I have now requested another appointment to see the Marville’s and this time I don’t want to see just THREE PHOTOGRAPHS behind plastic – I want to see as many photographs as I would like, and be left in peace to study them, out of the plastic. As a public institution the State Library of Victoria has a duty to make these photographs available for research. If they have not got a conservation policy in place that allows them to be viewed out of the plastic, then they should have. I have asked them to let me know when this visit can be conducted and have yet to receive a reply.

I don’t usually get upset, dear readers, but this situation is intolerable for anyone, let alone a person who loves photography. The attitude spoiled what was going to be a special and magical experience. Imagine if a researcher from overseas had arrived to view these works and they had had this reception. Unbelievable.

I will, of course, keep you updated with news.

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Dr Marcus Bunyan

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“Gee have you been using these plastic sleeves for a long time?”
“Do you have many people asking to see these images out of their covers?”
Thankx to my mentor for these pearls of wisdom…

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I think people are too afraid to speak out these days for fear of having an opinion, being seen as judgemental, upsetting the powers that be. I am not afraid to call them out, especially on a subject in which I have knowledge over many years. I have been studying the new Left of the 1960s and how they put their bodies on the line out on the streets – for anti-Vietnam, pro-Communist, gay liberation, feminism and Aboriginal rights. I grew up in an era where you say what you think, fight for your freedom and have the courage of your convictions…

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Addendum

Yah – a lovely response from the State Library of Victoria !!

Hi Marcus, we’re sorry to hear your experience was not a positive one. The Marville Collection is an extraordinary anthology of photographs to be celebrated. While we certainly don’t wish to keep this treasure from the public, we do want to ensure these photographs are preserved for future generations to enjoy.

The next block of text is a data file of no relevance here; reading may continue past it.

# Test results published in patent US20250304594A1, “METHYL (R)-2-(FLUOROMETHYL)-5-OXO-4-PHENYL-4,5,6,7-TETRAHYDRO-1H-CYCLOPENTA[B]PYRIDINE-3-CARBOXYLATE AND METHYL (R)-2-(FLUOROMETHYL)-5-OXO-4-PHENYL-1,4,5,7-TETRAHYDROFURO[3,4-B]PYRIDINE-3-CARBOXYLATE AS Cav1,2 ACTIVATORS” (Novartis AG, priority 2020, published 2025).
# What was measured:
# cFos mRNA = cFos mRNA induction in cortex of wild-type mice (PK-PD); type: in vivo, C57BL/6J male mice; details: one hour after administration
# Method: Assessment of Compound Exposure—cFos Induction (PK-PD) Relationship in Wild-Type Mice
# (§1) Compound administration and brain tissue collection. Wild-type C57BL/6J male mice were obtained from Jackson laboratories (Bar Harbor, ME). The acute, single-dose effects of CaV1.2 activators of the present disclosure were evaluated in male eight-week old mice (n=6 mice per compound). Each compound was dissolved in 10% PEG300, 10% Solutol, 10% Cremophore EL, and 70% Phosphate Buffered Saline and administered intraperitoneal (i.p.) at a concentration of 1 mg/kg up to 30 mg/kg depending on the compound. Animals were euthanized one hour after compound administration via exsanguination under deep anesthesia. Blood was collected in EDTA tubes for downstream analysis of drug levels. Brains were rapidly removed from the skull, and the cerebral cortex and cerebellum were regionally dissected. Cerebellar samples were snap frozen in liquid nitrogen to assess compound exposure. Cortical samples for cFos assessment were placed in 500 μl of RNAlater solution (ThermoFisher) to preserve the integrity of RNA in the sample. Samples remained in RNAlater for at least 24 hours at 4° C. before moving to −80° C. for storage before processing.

So that everyone can access these photographs at any time, we have digitised the entire collection in high resolution and made available online. We also arrange viewings of the original photographic prints by appointment but due to their age, size and delicate nature, it’s preferable that only a selection are brought out at any one time and handled with care. The plastic envelopes in which the photographs are kept are archival and the blue card on which they’re mounted is how the prints were exhibited in 1880 and include the original captions. Conservation staff have assessed the prints and original backing card and are of the opinion that the card is not causing any damage to these photographs.

Our Collection Services Manager is getting in touch with you to arrange another visit where you can see more from this wonderful collection. We look forward to seeing you back at the Library soon.

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Rue-Chanoinesse-(de-la-rue-des-Chantres)

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AS SEEN ONLINE

Charles Marville (1813-1879, photographer)
Rue Chanoinesse (de la rue des Chantres)
c. 1853 – c. 1870
In collection: Photographic views of Paris
Undated, dates assigned from time of Haussman’s renovation of Paris
photographic print mounted on cardboard : albumen silver
34 x 27 cm
Gift; Government of France; 1880

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Rue-Chanoinesse-(de-la-rue-des-Chantres)-opaque

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AS SEEN IN THE FLESH

Charles Marville (1813-1879, photographer)
Rue Chanoinesse (de la rue des Chantres)
c. 1853 – c. 1870
In collection: Photographic views of Paris
Undated, dates assigned from time of Haussman’s renovation of Paris
photographic print mounted on cardboard : albumen silver
34 x 27 cm
Gift; Government of France; 1880

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Mp203-WEB

mp205-WEB

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Extracts from pages 203 and 205 of Reynaud, Françoise. “Marville and Old Paris,” in Kennel, Sarah. Charles Marville: Photographer of Paris. Washington: National Gallery of Art, 2013.

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State Library of Victoria
328 Swanston St,
Melbourne VIC 3000
T: (03) 8664 7000

Opening hours:
Sunday 10.00 am – 6.00 pm
Monday 10.00 am – 9.00 pm
Tuesday 10.00 am – 9.00 pm
Wednesday 10.00 am – 9.00 pm
Thursday 10.00 am – 9.00 pm
Friday 10.00 am – 6.00 pm
Saturday 10.00 am – 6.00 pm

State Library of Victoria website

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Dr Marcus Bunyan

Dr Marcus Bunyan is an Australian artist and writer. His work explores the boundaries of identity and place. He writes the Art Blart blog which reviews exhibitions in Melbourne, Australia and posts exhibitions from around the world. He has a Dr of Philosophy from RMIT University, Melbourne and is currently studying a Master of Art Curatorship at The University of Melbourne.